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Telecom: The Goliath cometh! - Views on News from Equitymaster
 
 
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  • Dec 27, 2005

    Telecom: The Goliath cometh!

    Introduction
    The year 2005 has been another year of reckoning for the telecom sector. Explosive growth rate in the mobile telephony segment was almost counterbalanced by sedate growth of the fixed line and broadband businesses. Pressure on tariffs continued and this aided the improvement in teledensity. The year also witnessed increasing gap between the urban and the rural teledensity. At the close of the year, while urban teledensity stands at around 33%, rural teledensity is a meagre 2%. India currently has a telecom subscriber base of 120 m, including 71.5 m mobile subscribers and 48.5 m fixed line subscribers.

    In 2005, growth in the telecom industry was clearly reflected in the way major telecom players performed on the stock markets. Against the Sensex gains of 46%, the telecom index grew by an almost double 87% during the year 2005. Robust growth was especially witnessed in the cellular industry. This was on the back of declining tariffs due to intensifying competition amongst existing players, aggressive pricing strategy adopted by service providers, and lowering of duties on handsets and equipments.

    The year was also marked couple of large scale consolidation deals. In one of them, the Tata and AV Birla groups bought out 16.5% each of their joint venture partner Cingular Wireless' 33% stake in Idea Cellular for Rs 13 bn (US$ 300 m). Notably, Idea is India's fifth largest mobile services provider with a subscriber base of 5.7 m. In another deal, the Ruias managed Essar acquired BPL mobile unit, the sixth largest player in India, for a consideration of Rs 44 bn. We believe that more deals of this nature will help in the much-awaited consolidation of the Indian telecom market, with a few players trying to catch the attention of the mobile users around the country in times of rapidly falling ARPUs.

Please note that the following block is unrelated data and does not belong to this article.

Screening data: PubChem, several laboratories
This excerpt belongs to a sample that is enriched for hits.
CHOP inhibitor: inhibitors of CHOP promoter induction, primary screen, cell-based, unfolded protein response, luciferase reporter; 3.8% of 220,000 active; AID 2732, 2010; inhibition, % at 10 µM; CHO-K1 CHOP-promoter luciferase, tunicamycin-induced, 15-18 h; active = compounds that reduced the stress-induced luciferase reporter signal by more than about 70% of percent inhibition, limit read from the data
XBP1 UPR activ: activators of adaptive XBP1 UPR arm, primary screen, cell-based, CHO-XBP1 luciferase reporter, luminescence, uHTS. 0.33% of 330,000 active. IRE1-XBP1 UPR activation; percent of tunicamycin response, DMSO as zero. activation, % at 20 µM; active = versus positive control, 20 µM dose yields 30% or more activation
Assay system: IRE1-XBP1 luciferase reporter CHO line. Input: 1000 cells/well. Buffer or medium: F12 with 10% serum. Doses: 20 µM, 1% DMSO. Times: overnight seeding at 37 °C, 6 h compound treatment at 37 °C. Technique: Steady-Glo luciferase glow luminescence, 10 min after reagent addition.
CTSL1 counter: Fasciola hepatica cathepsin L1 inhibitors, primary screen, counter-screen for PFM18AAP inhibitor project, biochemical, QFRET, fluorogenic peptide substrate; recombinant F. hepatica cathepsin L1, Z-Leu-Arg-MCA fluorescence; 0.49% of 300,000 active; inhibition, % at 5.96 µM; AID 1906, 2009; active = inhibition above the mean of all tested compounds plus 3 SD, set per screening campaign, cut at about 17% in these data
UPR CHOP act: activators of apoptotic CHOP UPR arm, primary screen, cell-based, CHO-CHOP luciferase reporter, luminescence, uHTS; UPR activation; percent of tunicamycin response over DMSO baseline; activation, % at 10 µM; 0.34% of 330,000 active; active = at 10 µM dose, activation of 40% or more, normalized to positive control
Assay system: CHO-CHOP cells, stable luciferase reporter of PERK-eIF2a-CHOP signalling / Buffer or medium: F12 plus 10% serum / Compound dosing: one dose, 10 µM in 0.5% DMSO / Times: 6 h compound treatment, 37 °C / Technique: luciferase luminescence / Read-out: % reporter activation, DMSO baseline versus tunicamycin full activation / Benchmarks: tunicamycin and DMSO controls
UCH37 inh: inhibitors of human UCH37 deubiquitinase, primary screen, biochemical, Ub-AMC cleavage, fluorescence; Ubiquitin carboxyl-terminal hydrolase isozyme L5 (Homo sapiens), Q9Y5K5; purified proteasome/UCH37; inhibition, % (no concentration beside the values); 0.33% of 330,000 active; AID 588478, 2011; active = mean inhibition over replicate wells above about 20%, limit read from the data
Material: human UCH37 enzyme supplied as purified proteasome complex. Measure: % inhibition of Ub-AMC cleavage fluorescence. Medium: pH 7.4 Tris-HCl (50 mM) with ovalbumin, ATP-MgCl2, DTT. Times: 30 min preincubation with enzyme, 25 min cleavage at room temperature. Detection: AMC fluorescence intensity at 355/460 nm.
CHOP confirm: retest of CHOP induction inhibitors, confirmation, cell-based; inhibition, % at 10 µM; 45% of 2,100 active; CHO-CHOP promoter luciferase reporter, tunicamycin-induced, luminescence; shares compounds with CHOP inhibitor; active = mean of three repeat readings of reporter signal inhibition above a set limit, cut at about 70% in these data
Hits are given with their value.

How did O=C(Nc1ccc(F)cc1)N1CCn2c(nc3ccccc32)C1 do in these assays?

Our 2005 assumptions Vs reality
    In putting through our 2005 outlook for the telecom sector at the end of 2004, we indicated that leading players were expected to make large-scale investments in technology and infrastructure (network expansion). Our assumptions were based on the fact that these players would have continued with their initiatives of tapping a wider customer base across the length and breadth of the country. What has really happened is not much different from this. We have seen some large-scale investments from leading players like Bharti Tele, Reliance Infocomm and VSNL.

    We had also indicated of the possible changes in capital inflow and foreign capital infusion to the sector on the back of hike in the FDI limit. This was vindicated by one of the largest deals in the Indian telecom industry when Vodafone, the largest telecom services player in the world, picked up a 10% stake in Bharti Tele, India's leading GSM services provider. Vodafone paid a consideration of US$ 1.5 bn. We believe that further opening up of the sector to competition (both foreign and domestic) shall go a long way in improving growth prospects and increasing teledensity at a faster rate.